As I read that description of a church, I feel sadness and hope.  Sadness that our churches often seem far from that kind of experience and hope that God might move us towards this vision of a church fellowship.  As we seek to train those who will lead the Church through Heritage College and Seminary, may we give them a biblical vision of what that could be!

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Praise and Prayer Update (January 31, 2020)

pastoral leadI (Rick) am posting this just before heading off to teach an all-day course on pastoral leadership at Heritage Seminary.  As I’ve looked over the roster of the eleven students signed up for the class, I’m excited.  God is entrusting us with some godly, young leaders to train for ministry.  What a privilege to invest in their lives.  Please pray that God will enable and empower me to teach well.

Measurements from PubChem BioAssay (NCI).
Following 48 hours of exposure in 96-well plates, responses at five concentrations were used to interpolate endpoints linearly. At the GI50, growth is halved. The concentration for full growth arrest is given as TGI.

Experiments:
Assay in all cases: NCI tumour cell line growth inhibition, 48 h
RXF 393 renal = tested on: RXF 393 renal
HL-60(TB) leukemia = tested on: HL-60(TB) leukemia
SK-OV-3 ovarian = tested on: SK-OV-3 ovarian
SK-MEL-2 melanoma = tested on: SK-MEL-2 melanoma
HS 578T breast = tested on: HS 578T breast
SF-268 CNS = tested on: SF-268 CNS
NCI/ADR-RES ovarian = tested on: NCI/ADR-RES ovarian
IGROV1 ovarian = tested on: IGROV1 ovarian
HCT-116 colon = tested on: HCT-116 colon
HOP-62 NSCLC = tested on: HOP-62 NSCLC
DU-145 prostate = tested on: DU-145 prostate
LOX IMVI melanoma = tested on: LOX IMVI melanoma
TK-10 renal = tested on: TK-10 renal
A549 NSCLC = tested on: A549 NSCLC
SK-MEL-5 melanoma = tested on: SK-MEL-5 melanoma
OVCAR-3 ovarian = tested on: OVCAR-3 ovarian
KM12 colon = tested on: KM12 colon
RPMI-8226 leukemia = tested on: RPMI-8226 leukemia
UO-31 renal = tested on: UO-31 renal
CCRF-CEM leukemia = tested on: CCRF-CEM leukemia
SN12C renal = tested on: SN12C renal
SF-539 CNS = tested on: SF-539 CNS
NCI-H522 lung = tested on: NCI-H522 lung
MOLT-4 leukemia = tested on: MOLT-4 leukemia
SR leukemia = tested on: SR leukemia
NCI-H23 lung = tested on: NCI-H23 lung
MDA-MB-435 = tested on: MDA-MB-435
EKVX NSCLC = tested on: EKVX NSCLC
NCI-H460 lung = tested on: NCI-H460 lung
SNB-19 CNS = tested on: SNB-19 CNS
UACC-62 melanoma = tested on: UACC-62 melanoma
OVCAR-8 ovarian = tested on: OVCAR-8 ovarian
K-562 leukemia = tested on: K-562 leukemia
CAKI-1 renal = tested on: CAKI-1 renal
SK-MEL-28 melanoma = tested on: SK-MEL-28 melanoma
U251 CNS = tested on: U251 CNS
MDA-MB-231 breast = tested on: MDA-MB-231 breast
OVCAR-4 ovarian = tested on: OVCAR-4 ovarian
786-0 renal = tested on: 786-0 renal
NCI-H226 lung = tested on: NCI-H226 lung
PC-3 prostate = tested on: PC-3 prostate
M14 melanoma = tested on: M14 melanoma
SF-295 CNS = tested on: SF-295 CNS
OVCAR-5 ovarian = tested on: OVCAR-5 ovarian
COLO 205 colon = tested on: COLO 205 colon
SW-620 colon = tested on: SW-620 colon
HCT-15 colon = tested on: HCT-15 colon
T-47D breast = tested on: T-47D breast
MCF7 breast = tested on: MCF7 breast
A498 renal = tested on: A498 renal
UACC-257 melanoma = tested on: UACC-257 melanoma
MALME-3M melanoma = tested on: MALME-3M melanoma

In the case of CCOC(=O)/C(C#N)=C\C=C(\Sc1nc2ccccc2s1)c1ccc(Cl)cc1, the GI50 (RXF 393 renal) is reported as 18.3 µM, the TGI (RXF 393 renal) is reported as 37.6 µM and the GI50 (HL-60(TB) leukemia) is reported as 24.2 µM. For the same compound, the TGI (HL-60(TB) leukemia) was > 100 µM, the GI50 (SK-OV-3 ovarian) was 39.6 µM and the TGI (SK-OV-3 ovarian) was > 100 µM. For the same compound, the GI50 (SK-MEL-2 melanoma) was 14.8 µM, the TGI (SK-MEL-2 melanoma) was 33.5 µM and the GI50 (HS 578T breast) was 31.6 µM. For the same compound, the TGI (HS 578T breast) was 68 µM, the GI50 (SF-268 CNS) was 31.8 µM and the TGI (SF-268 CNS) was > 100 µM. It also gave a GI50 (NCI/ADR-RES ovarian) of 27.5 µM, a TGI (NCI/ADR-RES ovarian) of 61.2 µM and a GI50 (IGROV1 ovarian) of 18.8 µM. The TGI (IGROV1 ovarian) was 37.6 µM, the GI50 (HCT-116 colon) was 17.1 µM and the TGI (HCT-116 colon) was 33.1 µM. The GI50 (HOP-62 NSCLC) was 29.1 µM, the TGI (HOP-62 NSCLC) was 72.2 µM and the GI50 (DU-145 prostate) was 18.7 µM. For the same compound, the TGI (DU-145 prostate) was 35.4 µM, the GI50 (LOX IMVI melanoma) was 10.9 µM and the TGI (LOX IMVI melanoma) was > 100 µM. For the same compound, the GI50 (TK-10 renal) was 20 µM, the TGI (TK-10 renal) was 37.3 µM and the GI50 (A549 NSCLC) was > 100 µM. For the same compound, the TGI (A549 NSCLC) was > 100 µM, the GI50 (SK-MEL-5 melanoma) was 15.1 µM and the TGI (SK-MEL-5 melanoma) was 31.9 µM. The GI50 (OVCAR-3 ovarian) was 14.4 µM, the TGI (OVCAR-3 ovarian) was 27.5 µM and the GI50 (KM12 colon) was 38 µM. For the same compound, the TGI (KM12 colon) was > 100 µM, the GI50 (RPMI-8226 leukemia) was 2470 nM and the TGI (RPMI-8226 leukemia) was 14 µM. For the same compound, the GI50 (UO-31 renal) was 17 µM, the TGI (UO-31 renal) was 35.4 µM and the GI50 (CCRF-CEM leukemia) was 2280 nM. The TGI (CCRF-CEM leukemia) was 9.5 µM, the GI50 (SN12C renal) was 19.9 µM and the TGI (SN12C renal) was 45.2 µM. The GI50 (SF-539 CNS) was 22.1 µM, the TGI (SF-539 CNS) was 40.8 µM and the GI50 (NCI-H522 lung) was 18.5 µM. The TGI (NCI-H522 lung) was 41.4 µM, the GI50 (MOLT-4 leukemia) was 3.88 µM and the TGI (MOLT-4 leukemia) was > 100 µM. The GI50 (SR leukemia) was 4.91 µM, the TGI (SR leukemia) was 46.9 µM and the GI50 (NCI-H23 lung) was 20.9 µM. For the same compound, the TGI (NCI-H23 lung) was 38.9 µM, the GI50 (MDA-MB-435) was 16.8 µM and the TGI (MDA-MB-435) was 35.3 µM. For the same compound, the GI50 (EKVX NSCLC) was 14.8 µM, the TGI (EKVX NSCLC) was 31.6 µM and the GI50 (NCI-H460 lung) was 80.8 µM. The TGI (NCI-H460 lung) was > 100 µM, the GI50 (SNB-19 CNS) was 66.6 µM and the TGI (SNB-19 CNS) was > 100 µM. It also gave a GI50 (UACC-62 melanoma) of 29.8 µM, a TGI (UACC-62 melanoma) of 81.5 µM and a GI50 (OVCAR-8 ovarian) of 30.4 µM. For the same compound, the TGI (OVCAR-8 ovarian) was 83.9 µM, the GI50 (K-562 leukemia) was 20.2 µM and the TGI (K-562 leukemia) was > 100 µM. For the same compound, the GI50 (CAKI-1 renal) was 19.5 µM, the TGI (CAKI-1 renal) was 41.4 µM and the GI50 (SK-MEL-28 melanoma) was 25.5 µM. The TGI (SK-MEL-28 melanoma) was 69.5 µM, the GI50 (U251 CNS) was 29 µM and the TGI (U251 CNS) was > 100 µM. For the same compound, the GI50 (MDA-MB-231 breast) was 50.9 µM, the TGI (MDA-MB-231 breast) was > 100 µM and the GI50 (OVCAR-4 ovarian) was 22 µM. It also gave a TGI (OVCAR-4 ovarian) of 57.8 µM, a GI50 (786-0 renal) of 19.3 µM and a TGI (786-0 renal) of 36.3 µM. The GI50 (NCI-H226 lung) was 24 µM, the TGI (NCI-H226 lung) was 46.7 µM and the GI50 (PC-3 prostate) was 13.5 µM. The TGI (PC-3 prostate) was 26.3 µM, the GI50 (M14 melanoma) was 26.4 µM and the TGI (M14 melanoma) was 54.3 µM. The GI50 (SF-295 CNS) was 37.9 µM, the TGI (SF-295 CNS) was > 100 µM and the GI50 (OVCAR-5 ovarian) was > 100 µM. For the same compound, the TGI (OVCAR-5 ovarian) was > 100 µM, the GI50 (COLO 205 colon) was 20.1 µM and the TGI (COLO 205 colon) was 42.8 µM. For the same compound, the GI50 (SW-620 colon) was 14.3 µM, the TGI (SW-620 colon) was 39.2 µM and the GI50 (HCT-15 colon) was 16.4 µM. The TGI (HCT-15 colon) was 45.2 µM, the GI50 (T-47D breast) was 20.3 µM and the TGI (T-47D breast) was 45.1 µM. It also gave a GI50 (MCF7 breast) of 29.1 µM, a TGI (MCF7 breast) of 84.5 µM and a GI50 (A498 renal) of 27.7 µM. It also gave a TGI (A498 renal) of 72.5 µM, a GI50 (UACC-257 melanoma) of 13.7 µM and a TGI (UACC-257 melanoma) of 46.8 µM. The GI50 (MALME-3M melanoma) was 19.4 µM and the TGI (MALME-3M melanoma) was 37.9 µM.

Later today, Linda will be headed to the Hespeler Library to lead a team of ESL teachers.  Last week, we had almost 20 people (workers and ESL students) crowded into a room at the library.  Lots of energy and engagement.  Lots of opportunities to bring God’s love to these friends from around the world.  Please pray for lasting impact on lives.

On Sunday, I am scheduled to preach at Maple Avenue Baptist Church in Georgetown.  Please pray for spiritual and physical strength to minister God’s Word.